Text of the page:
There remains a crisis of confidence in US elections, despite their successful administration in 2022. Many Americans harbor mistaken beliefs about the outcome of the 2020 elections and the way elections are run, and foreign and domestic bad actors are all too happy to take advantage of that. This problem is exacerbated by widespread polarization, which is threatening to paralyze citizens and public officials from finding ways to address these issues. It’s time for some new ideas.

In a new report from the Alliance for Securing Democracy at the German Marshall Fund and Election Reformers Network, we explore an often overlooked source of ideas to help the United States counter polarization and election mis- and disinformation: other democracies.

Pulling lessons from six countries, including Canada, Sweden, and South Korea, Rachael Dean Wilson, Kevin Johnson, and David Levine recommend several solutions the US can implement to ensure free and fair elections. These include:

  • Incentivizing accountability through ranked choice voting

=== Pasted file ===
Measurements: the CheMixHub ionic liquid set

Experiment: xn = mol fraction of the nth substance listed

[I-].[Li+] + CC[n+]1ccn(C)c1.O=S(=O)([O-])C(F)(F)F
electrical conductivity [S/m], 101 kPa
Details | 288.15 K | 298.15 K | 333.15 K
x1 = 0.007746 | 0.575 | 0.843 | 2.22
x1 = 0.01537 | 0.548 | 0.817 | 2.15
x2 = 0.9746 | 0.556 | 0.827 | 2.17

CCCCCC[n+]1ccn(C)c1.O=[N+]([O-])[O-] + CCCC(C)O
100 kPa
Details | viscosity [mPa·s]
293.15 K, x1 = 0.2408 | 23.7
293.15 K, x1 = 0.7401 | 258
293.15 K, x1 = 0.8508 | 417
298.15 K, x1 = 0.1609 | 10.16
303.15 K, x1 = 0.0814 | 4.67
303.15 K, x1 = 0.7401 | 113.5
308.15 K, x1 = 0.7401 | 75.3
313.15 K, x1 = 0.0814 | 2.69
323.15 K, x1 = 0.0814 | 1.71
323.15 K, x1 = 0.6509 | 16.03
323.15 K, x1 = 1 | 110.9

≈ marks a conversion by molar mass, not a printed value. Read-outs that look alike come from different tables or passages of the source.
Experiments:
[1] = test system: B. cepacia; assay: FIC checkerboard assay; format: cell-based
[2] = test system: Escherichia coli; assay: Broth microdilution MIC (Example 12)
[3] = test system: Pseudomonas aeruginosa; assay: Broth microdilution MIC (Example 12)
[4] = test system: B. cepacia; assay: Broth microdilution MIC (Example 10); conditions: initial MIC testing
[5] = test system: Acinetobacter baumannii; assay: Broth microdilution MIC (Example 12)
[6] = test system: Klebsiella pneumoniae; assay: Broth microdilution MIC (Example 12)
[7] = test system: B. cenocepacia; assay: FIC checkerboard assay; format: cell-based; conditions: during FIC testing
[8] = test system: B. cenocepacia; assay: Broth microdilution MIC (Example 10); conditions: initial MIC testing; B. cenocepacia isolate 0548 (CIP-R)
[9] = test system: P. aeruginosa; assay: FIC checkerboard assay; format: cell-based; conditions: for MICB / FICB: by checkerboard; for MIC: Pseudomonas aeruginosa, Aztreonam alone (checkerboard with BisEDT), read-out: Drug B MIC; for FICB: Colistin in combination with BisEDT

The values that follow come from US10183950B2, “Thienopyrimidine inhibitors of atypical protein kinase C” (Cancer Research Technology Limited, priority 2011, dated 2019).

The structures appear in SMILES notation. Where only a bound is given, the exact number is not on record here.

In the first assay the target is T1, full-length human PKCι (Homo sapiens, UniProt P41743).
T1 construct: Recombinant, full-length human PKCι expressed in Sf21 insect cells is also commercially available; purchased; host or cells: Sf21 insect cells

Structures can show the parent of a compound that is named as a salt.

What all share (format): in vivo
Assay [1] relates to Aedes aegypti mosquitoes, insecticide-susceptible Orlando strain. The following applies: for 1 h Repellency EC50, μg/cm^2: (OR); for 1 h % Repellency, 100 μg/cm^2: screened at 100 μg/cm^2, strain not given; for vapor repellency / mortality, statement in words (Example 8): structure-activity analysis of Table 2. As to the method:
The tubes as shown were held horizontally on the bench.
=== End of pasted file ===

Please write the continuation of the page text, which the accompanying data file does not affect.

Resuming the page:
• Increasing trust through impartial election administration
  • Providing good information through pre- and debunking

“Virulent polarization and the trust-destroying propagation of election related mis- and disinformation remain acute threats to American democracy,” said report author Rachael Dean Wilson, managing director of ASD at GMF. “Successfully tackling these threats hinges on whether we deploy the best ideas to combat them. No country has a monopoly on good ideas, and we should consider how strategies that helped improve trust in other democracies could be applied in the United States to bolster confidence.”

“Freedom is a universal human aspiration, and so too is a well-functioning democracy on which freedom depends,” said report author Kevin Johnson, executive director of ERN. “Let’s leverage the best ideas available to make our democracy function as well as it possibly can.”  

Read Lessons from Other Democracies: Ideas for Combatting Mistrust and Polarization in US Elections here: